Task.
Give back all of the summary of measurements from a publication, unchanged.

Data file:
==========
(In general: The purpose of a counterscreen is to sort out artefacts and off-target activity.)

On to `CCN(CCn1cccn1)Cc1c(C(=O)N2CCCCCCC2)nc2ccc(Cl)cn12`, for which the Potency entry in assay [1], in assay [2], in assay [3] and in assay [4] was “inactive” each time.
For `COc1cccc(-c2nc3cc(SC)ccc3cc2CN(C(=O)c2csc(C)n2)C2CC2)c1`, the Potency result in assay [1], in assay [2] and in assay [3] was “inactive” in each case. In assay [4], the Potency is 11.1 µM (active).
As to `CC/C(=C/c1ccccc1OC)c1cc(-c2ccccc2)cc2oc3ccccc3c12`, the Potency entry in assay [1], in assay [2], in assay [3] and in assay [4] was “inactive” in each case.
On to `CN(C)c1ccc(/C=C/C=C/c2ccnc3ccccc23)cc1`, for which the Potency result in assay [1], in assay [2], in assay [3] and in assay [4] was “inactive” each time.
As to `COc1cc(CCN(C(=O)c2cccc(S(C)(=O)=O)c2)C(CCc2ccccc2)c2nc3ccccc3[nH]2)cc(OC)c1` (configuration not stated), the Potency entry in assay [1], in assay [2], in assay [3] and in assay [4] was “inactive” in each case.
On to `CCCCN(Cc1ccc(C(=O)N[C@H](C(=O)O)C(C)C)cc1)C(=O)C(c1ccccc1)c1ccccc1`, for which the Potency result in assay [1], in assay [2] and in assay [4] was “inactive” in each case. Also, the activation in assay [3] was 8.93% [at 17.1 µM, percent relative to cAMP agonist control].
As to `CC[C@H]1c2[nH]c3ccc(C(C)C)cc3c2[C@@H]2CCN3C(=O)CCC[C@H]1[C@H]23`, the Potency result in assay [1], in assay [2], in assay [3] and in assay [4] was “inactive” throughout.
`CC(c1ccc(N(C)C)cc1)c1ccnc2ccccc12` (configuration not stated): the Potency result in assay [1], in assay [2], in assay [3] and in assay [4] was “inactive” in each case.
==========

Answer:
(In general: The purpose of a counterscreen is to sort out artefacts and off-target activity.)

On to `CCN(CCn1cccn1)Cc1c(C(=O)N2CCCCCCC2)nc2ccc(Cl)cn12`, for which the Potency entry in assay [1], in assay [2], in assay [3] and in assay [4] was “inactive” each time.
For `COc1cccc(-c2nc3cc(SC)ccc3cc2CN(C(=O)c2csc(C)n2)C2CC2)c1`, the Potency result in assay [1], in assay [2] and in assay [3] was “inactive” in each case. In assay [4], the Potency is 11.1 µM (active).
As to `CC/C(=C/c1ccccc1OC)c1cc(-c2ccccc2)cc2oc3ccccc3c12`, the Potency entry in assay [1], in assay [2], in assay [3] and in assay [4] was “inactive” in each case.
On to `CN(C)c1ccc(/C=C/C=C/c2ccnc3ccccc23)cc1`, for which the Potency result in assay [1], in assay [2], in assay [3] and in assay [4] was “inactive” each time.
As to `COc1cc(CCN(C(=O)c2cccc(S(C)(=O)=O)c2)C(CCc2ccccc2)c2nc3ccccc3[nH]2)cc(OC)c1` (configuration not stated), the Potency entry in assay [1], in assay [2], in assay [3] and in assay [4] was “inactive” in each case.
On to `CCCCN(Cc1ccc(C(=O)N[C@H](C(=O)O)C(C)C)cc1)C(=O)C(c1ccccc1)c1ccccc1`, for which the Potency result in assay [1], in assay [2] and in assay [4] was “inactive” in each case. Also, the activation in assay [3] was 8.93% [at 17.1 µM, percent relative to cAMP agonist control].
As to `CC[C@H]1c2[nH]c3ccc(C(C)C)cc3c2[C@@H]2CCN3C(=O)CCC[C@H]1[C@H]23`, the Potency result in assay [1], in assay [2], in assay [3] and in assay [4] was “inactive” throughout.
`CC(c1ccc(N(C)C)cc1)c1ccnc2ccccc12` (configuration not stated): the Potency result in assay [1], in assay [2], in assay [3] and in assay [4] was “inactive” in each case.